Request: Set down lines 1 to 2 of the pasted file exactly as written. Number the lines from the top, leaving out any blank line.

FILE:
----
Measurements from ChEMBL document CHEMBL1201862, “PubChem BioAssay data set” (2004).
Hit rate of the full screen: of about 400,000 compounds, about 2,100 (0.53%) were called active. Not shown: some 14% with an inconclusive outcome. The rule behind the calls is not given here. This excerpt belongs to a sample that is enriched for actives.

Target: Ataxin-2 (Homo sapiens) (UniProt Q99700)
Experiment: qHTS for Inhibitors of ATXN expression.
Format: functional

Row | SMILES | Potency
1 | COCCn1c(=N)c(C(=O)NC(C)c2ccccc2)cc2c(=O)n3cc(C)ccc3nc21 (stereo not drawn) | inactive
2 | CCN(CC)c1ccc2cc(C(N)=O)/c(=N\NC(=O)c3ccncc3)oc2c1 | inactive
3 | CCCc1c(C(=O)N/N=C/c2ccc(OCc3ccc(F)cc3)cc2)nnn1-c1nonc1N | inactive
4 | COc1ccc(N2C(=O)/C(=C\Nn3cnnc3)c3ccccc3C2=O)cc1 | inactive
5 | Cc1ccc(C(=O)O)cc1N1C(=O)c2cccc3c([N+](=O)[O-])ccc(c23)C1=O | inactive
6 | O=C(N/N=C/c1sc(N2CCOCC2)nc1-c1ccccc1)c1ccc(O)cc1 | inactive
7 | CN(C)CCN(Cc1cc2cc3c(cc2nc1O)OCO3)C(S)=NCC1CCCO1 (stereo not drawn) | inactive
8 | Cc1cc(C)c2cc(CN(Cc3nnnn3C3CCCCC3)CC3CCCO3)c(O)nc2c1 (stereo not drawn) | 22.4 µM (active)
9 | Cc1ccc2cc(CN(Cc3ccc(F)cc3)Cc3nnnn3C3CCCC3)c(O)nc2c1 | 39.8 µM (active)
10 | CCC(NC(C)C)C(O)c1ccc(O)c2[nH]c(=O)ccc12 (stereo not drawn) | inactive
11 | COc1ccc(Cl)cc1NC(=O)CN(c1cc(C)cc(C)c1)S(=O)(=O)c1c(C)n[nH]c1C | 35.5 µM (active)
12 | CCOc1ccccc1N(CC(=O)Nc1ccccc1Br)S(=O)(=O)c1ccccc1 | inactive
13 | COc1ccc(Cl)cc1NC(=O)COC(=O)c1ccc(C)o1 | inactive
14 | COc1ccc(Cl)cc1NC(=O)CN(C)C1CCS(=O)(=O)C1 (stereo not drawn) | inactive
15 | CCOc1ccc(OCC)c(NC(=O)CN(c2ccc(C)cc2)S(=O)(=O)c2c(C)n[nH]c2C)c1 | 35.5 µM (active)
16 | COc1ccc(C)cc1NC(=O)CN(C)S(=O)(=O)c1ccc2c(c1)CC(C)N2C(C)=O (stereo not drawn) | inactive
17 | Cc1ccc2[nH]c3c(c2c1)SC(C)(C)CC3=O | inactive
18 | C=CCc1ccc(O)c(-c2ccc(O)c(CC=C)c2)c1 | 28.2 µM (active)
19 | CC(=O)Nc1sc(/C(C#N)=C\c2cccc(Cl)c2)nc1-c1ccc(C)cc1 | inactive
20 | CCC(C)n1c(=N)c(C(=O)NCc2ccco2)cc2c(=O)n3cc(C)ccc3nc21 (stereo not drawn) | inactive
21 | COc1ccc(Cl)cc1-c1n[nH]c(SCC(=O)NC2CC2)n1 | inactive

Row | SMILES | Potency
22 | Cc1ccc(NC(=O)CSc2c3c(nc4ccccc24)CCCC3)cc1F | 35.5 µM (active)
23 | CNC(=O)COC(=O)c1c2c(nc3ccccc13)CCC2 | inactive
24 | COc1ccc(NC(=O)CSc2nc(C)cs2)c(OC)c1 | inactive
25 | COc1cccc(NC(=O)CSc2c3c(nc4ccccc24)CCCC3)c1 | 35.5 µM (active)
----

Measurements from ChEMBL document CHEMBL1201862, “PubChem BioAssay data set” (2004).
Hit rate of the full screen: of about 400,000 compounds, about 2,100 (0.53%) were called active. Not shown: some 14% with an inconclusive outcome. The rule behind the calls is not given here. This excerpt belongs to a sample that is enriched for actives.